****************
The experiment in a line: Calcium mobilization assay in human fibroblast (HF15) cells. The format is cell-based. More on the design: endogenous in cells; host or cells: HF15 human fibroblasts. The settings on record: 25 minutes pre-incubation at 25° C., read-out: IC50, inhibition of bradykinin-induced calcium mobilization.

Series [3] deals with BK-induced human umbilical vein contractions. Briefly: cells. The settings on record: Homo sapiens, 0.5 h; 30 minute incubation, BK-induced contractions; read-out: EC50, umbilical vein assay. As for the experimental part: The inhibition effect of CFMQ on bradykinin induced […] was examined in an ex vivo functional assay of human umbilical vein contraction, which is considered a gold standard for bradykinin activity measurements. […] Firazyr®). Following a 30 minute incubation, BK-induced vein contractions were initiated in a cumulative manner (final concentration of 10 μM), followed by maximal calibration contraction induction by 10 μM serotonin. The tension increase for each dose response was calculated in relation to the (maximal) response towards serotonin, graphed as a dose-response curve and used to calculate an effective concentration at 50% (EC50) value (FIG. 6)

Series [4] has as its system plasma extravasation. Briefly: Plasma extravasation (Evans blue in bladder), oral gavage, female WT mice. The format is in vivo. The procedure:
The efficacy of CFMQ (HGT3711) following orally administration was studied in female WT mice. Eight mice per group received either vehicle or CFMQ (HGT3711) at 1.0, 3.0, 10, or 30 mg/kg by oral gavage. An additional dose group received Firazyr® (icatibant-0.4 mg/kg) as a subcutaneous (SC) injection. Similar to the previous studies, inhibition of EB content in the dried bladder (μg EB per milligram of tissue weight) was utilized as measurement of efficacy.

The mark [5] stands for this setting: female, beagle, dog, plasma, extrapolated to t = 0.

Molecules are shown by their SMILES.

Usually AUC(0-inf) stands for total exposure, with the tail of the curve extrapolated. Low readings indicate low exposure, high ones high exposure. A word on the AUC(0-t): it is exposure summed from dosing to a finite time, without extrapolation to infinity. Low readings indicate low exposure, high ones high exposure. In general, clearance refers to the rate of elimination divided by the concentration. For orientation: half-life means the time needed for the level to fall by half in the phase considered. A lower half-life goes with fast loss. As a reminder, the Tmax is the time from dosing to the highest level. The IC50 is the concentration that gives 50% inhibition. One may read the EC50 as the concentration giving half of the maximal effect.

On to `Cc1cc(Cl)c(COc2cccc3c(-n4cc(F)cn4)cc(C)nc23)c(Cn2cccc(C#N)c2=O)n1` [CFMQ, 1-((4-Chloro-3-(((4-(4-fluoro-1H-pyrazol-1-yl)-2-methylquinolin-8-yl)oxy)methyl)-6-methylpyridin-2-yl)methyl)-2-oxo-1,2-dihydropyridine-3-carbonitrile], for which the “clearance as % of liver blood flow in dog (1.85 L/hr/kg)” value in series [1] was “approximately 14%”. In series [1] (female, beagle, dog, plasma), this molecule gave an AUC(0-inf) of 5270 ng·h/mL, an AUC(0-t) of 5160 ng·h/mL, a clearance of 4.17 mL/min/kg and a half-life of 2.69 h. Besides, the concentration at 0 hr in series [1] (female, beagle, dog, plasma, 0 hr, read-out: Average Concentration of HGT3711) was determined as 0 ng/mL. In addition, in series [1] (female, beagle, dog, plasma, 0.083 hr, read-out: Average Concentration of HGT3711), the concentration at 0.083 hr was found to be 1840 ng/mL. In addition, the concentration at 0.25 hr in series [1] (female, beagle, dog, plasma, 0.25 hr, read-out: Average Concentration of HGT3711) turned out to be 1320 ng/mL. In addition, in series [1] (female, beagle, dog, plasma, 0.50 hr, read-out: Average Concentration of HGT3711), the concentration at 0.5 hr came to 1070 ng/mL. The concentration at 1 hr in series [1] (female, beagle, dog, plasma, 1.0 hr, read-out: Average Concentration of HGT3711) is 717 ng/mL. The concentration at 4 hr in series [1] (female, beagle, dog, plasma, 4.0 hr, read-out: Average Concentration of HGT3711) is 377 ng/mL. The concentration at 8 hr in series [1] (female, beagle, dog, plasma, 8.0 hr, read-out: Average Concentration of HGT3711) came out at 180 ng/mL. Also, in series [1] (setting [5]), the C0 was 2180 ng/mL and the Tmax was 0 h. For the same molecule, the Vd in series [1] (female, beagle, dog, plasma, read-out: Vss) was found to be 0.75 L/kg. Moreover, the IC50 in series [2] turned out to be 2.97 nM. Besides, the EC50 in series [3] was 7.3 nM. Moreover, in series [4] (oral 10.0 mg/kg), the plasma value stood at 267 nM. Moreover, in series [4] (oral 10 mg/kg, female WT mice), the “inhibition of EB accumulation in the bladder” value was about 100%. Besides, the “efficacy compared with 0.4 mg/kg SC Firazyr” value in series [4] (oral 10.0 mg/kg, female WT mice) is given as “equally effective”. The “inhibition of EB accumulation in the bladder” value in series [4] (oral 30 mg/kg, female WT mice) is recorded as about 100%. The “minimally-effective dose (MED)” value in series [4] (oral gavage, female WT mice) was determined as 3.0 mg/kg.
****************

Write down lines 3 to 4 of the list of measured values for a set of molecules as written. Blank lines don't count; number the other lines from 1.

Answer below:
Series [4] has as its system plasma extravasation. Briefly: Plasma extravasation (Evans blue in bladder), oral gavage, female WT mice. The format is in vivo. The procedure:
The efficacy of CFMQ (HGT3711) following orally administration was studied in female WT mice. Eight mice per group received either vehicle or CFMQ (HGT3711) at 1.0, 3.0, 10, or 30 mg/kg by oral gavage. An additional dose group received Firazyr® (icatibant-0.4 mg/kg) as a subcutaneous (SC) injection. Similar to the previous studies, inhibition of EB content in the dried bladder (μg EB per milligram of tissue weight) was utilized as measurement of efficacy.